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March 9, 2019

Kashmir Scars Unseen: Would This Conflict Go Nuclear?

India is in the grips of war hysteria.

The terrorist attack on a convoy killing 40 Indian paramilitary soldiers and wounding 30 in Pulwama, Kashmir has sent shock waves all over India. Accusing Pakistan, Prime Minister Modi was quite blunt. India has vowed a "jaw-breaking response" to a suicide bombing in the disputed Kashmir region last week that killed 40 Indian soldiers.

Responding to the accusation, Pakistani Prime Minister, Imran Khan released a statement; “Pakistan was not involved in the attack, which was "conceived, planned and executed indigenously." Addressing the Indian government, he declared; “If you have any actionable intelligence that a Pakistani is involved, give it to us. I guarantee you we will take action. He hoped that better sense will prevail and that India would be open to dialogue with Pakistan.

According to Canadian press report; PM Khan has authorized the armed forces to "respond decisively and comprehensively to any aggression or misadventure" by India, as tensions soar between the nuclear-armed rivals.

No doubt Pulwama is a huge tragedy and for India it has sparked a rising tide of jingoism and war hysteria in that country. The Indian media is already on a war path with chest-thumping nationalist slogans orchestrated by the Modi government and accompanied by the entertainment industry is likely to go out of control. According to reports; ‘India has deployed more than 1 million troops* in held Kashmir.’ The highest concentration of troops in the world is in the valley of Jammu and Kashmir with a ratio of 100:1,200 to civilian population. Compare this ratio with what Gen David Petraeus the US commander of NATO forces in Afghanistan said: to combat the insurgency, the US had close to 25:1,000 to civilian population of its armed personnel in Afghanistan.

The war cries that have been an intrinsic feature of Indian TV have become shriller. Calling for a full-fledged war TV anchors and shouting brigades known for screaming, screeching and yelling from the safe harbours of TV studios aiming to add points to their TV ratings. But all such plans carry the danger of retaliation and uncontrolled escalation. This fear is exacerbated by the fact that both countries possess nuclear weapons. Pakistan has repeatedly signalled it would not hesitate to use them.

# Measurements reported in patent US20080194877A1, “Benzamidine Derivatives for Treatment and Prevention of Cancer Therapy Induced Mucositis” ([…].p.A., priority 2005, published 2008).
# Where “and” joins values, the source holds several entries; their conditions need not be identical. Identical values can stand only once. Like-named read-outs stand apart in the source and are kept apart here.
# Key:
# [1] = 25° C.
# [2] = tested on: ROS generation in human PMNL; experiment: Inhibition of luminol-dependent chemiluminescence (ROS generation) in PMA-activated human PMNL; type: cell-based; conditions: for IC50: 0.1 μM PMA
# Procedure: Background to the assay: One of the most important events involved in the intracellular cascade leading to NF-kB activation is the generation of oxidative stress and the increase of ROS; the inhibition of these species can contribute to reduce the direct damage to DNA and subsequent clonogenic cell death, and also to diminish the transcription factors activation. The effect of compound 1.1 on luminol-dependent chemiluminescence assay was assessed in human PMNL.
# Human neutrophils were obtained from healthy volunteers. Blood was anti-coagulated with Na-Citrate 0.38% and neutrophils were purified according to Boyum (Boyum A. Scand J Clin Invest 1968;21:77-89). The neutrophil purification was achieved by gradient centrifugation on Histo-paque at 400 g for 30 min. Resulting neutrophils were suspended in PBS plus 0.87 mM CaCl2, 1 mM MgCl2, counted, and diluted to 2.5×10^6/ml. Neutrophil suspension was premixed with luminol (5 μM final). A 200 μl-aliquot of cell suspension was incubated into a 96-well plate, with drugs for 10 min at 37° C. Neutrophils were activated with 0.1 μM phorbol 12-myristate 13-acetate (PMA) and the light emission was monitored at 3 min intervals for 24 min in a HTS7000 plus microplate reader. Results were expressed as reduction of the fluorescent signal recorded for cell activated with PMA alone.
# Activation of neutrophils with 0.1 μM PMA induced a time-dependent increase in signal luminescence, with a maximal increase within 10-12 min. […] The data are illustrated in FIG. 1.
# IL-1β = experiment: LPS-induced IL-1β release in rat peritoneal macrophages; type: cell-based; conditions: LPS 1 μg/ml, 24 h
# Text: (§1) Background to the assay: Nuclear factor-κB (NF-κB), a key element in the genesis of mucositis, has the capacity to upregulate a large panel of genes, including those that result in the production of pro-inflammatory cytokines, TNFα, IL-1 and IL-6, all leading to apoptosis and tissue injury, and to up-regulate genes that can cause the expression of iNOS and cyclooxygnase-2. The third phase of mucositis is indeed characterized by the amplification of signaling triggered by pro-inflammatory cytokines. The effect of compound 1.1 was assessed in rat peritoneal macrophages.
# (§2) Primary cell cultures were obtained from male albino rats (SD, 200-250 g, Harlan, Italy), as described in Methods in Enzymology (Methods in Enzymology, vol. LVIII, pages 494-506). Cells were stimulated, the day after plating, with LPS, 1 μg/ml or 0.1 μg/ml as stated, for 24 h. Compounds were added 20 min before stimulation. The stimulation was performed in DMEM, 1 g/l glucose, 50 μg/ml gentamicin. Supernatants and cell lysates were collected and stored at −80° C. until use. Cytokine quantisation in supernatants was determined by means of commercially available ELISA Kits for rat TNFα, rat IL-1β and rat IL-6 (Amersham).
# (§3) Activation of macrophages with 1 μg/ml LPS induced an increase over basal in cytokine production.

This war stoking belligerency coincides with election time in India. The stridently Hindu nationalist ideology of PM Modi’s party (BJP) is facing an uphill task against its main opponent the Congress. The current state of whipping up hostility may be Modi’s last resort to retain his power in the coming elections at an incalculable cost.

For over 70 years, unarmed Kashmiris, including men, women, and children have endured violence and oppression in the form of mass killings, enforced disappearances, torture, rape, political repression, and the suppression of free speech.  Tormented by violence and subjugation, the people of Kashmir are suffering from untold miseries.

On the rights situation in occupied Kashmir, the European Parliament on February 20, 2019 put their weight behind the recommendations of a United Nations report calling on India to immediately halt its atrocities in Kashmir. The UN human rights office has called for an international investigation into abuses in the disputed region of Kashmir, criticizing the Indian security forces in particular for inflicting mass civilian casualties in response to escalating protests there.

The media in the West is looking the other way. There is hopelessly scant coverage of the enduring sufferings of the people of Kashmir, scantier than that of the pain and agony of the Palestinians.

India has a dismal record of how it treats its minorities particularly Muslims. Under Modi, Muslims have been almost erased from electoral arithmetic. A BBC report: A senior police officer's sworn statement to India's Supreme Court alleges that (the then) Gujarat Chief Minister Narendra Modi deliberately allowed anti-Muslim riots in the state with more than 1,000 people were killed mostly Muslims in the violence in 2002.**   Modi's real-life complicity in the 2002 anti-Muslim pogrom in Gujarat was captured in The Guardian UK headline: A man with massacre on his hands ─***

There remains an urgent need to address human rights violations and for justice to comfort those who have suffered in Kashmir for several decades of deadly conflict. A resolution can only exist if the people of Kashmir are given a voice, the basic right of all democratic governments.

India’s former Chief of Naval staff, Admiral L. Ramdas in a letter to PM Modi wisely counsels: “Over the years successive Indian governments since 1948 have failed to find a solution for Kashmir. Recent events, including the violence and unrest in the valley, have further reinforced what many have been saying, that there can be no military solution to the Kashmir problem. Peace can only be restored through a dialogue leading to a political solution.”

It’s time for the UN to bring the two parties on the negotiating table to start talking before it’s too late.

Javed Akbar is a free-lance writer & his columns have appeared in the Toronto Star.




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